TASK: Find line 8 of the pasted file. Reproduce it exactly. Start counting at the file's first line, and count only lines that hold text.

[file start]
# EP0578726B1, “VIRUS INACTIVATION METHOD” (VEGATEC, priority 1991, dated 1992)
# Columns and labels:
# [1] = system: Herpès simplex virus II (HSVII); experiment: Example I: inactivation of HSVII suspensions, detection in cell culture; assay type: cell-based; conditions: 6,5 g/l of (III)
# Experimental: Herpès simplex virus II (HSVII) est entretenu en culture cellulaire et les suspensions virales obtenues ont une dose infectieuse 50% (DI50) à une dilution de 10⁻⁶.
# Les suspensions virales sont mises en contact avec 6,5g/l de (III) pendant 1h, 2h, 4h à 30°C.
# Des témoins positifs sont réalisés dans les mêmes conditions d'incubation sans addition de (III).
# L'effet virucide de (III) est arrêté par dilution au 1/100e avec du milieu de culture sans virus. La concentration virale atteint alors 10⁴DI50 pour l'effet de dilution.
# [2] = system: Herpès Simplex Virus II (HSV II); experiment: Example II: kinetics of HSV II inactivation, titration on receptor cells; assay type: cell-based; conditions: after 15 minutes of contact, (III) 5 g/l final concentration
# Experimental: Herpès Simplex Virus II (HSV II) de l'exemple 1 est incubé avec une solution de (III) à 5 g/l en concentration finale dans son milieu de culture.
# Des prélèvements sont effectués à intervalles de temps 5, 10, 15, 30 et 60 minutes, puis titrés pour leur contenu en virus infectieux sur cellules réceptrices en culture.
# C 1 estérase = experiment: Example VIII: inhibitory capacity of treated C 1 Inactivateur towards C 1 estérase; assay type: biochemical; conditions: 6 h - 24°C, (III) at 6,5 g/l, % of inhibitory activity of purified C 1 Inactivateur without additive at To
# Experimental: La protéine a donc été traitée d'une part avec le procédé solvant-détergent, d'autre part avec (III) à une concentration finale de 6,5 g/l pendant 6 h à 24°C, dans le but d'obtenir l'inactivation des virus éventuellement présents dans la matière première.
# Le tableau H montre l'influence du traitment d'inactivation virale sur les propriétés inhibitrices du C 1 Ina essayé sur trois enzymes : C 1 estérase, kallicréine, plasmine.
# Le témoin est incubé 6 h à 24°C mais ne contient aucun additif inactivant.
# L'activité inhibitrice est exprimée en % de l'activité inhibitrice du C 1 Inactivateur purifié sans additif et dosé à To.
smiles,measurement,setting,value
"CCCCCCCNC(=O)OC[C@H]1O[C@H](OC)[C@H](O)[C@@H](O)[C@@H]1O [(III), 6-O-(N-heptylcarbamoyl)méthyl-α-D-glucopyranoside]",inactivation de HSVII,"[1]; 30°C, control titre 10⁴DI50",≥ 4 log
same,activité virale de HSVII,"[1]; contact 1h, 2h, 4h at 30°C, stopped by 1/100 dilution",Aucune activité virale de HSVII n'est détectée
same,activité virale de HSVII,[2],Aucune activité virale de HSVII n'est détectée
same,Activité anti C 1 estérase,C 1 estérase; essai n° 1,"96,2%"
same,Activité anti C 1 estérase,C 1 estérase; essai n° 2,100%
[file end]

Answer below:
# [2] = system: Herpès Simplex Virus II (HSV II); experiment: Example II: kinetics of HSV II inactivation, titration on receptor cells; assay type: cell-based; conditions: after 15 minutes of contact, (III) 5 g/l final concentration